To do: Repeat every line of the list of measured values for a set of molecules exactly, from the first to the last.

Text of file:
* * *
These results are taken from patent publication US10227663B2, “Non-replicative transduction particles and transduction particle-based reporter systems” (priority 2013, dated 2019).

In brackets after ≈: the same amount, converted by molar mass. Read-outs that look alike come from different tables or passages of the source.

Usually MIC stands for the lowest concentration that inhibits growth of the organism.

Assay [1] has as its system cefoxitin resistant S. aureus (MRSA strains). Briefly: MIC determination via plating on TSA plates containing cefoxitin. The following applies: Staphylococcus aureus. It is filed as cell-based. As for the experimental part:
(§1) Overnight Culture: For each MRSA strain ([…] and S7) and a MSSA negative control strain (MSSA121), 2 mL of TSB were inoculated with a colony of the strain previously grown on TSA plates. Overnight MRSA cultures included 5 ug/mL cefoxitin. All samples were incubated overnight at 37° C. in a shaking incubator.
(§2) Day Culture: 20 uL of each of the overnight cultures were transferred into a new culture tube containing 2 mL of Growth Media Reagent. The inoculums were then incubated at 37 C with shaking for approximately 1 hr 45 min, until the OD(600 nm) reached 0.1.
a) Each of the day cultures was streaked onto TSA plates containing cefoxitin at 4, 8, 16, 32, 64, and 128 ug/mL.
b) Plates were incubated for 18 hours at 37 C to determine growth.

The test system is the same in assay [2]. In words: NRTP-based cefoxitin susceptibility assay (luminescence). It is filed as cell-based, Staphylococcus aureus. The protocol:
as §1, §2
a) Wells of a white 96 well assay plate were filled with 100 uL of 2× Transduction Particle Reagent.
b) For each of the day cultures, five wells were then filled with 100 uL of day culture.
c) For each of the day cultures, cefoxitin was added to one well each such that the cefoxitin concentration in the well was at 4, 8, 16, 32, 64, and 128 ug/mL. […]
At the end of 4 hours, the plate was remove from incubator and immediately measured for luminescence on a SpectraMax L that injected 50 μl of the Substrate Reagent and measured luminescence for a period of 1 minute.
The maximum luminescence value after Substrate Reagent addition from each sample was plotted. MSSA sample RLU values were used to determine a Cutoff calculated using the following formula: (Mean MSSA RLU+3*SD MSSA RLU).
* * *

These results are taken from patent publication US10227663B2, “Non-replicative transduction particles and transduction particle-based reporter systems” (priority 2013, dated 2019).

In brackets after ≈: the same amount, converted by molar mass. Read-outs that look alike come from different tables or passages of the source.

Usually MIC stands for the lowest concentration that inhibits growth of the organism.

Assay [1] has as its system cefoxitin resistant S. aureus (MRSA strains). Briefly: MIC determination via plating on TSA plates containing cefoxitin. The following applies: Staphylococcus aureus. It is filed as cell-based. As for the experimental part:
(§1) Overnight Culture: For each MRSA strain ([…] and S7) and a MSSA negative control strain (MSSA121), 2 mL of TSB were inoculated with a colony of the strain previously grown on TSA plates. Overnight MRSA cultures included 5 ug/mL cefoxitin. All samples were incubated overnight at 37° C. in a shaking incubator.
(§2) Day Culture: 20 uL of each of the overnight cultures were transferred into a new culture tube containing 2 mL of Growth Media Reagent. The inoculums were then incubated at 37 C with shaking for approximately 1 hr 45 min, until the OD(600 nm) reached 0.1.
a) Each of the day cultures was streaked onto TSA plates containing cefoxitin at 4, 8, 16, 32, 64, and 128 ug/mL.
b) Plates were incubated for 18 hours at 37 C to determine growth.

The test system is the same in assay [2]. In words: NRTP-based cefoxitin susceptibility assay (luminescence). It is filed as cell-based, Staphylococcus aureus. The protocol:
as §1, §2
a) Wells of a white 96 well assay plate were filled with 100 uL of 2× Transduction Particle Reagent.
b) For each of the day cultures, five wells were then filled with 100 uL of day culture.
c) For each of the day cultures, cefoxitin was added to one well each such that the cefoxitin concentration in the well was at 4, 8, 16, 32, 64, and 128 ug/mL. […]
At the end of 4 hours, the plate was remove from incubator and immediately measured for luminescence on a SpectraMax L that injected 50 μl of the Substrate Reagent and measured luminescence for a period of 1 minute.
The maximum luminescence value after Substrate Reagent addition from each sample was plotted. MSSA sample RLU values were used to determine a Cutoff calculated using the following formula: (Mean MSSA RLU+3*SD MSSA RLU).